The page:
Document Type: Original Articles
Department of Avian Diseases, Faculty of Veterinary Medicine, University of Tehran, Tehran, Iran
Department of Avian Diseases, Faculty of Veterinary Medicine, University of Tehran, Tehran, Department of Avian Diseases, Faculty of Veterinary Medicine, University of Tehran, Tehran, Iran
Department of Parasitology, Faculty of Veterinary Medicine, University of Tehran, Tehran, Iran
Macrorhabdosis is a debilitating syndrome in budgerigars (Melopsittacus undulatus) due to the
ascomycetous yeast Macrorhabdus ornithogaster. In the present study, occurrences of acute
macrorhabdosis resulting in severe mortality in budgerigar fledglings and the effect of different
treatment regimens for the control of the disease were investigated. The budgerigar (Melopsittacus
undulates) flock consisted of over five hundred breeding adults. The morbidity of chicks reached
90% with more than 50% mortality. The significant clinical and pathological findings included
distended abdomen, diarrhoea, ingluvitis, proventriculitis, and mild enteritis. Severe M.
ornithogaster infection was diagnosed based on cytologic and histologic investigations. Three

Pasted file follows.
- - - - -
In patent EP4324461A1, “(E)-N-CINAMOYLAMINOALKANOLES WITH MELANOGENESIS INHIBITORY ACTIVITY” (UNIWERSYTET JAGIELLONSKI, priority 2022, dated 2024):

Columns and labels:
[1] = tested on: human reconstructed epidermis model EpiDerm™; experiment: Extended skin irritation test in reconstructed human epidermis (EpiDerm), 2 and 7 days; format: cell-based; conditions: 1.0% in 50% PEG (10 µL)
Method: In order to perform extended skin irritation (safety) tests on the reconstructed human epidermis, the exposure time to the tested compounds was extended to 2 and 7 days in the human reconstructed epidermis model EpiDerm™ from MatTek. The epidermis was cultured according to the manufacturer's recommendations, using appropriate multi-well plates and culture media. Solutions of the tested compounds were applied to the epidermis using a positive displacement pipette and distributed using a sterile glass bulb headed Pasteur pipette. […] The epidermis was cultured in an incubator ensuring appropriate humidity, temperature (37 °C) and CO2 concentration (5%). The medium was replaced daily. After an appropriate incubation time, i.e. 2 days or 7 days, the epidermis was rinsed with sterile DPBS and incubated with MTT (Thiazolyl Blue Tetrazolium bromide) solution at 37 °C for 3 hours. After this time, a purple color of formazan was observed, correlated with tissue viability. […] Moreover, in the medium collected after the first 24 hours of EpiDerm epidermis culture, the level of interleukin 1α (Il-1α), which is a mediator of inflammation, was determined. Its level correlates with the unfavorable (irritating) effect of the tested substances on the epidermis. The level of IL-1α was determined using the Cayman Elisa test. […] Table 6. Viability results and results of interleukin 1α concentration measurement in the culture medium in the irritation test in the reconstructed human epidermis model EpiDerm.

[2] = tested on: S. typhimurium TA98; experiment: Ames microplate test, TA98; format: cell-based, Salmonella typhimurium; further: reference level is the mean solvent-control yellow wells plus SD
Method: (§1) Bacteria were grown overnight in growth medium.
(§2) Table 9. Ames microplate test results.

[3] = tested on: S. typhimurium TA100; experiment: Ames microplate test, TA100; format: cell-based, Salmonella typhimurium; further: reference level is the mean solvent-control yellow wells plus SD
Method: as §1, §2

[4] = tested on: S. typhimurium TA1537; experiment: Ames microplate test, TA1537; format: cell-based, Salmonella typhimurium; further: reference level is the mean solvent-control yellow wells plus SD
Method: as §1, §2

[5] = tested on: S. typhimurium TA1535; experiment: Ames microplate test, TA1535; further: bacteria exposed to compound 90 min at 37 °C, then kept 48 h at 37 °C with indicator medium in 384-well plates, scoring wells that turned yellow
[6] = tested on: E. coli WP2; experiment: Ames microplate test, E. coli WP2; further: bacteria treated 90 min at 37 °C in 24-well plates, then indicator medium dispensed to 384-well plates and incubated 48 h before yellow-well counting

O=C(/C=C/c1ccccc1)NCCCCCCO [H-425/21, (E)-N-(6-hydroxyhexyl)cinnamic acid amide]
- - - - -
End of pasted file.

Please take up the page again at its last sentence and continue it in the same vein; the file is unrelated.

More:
weeks of nystatin medication in the feed and vinegar administration in the drinking water led to
moderate improvement of the flock mortality. After the initial treatment, 500 mg/Lsodium benzoate
was administered in the drinking water for four weeks. The second treatment regimen was
promisingly effective in reducing mortality. However, some sick and retarded birds with M.
ornithogaster with positive proventricular smears at necropsy were found in the flock.
Consequently, a higher dosage of 1 gr/Lin drinking water for another four weeks was recommended.
After the eight weeks of treatment, no new cases were found in the flock and all dropping samples
became negative for the presence of M. ornithogaster. Based on these preliminary findings, sodium
benzoate can be an efficient and inexpensive alternative to the previous labour intensive and
expensive treatment using amphotericin B.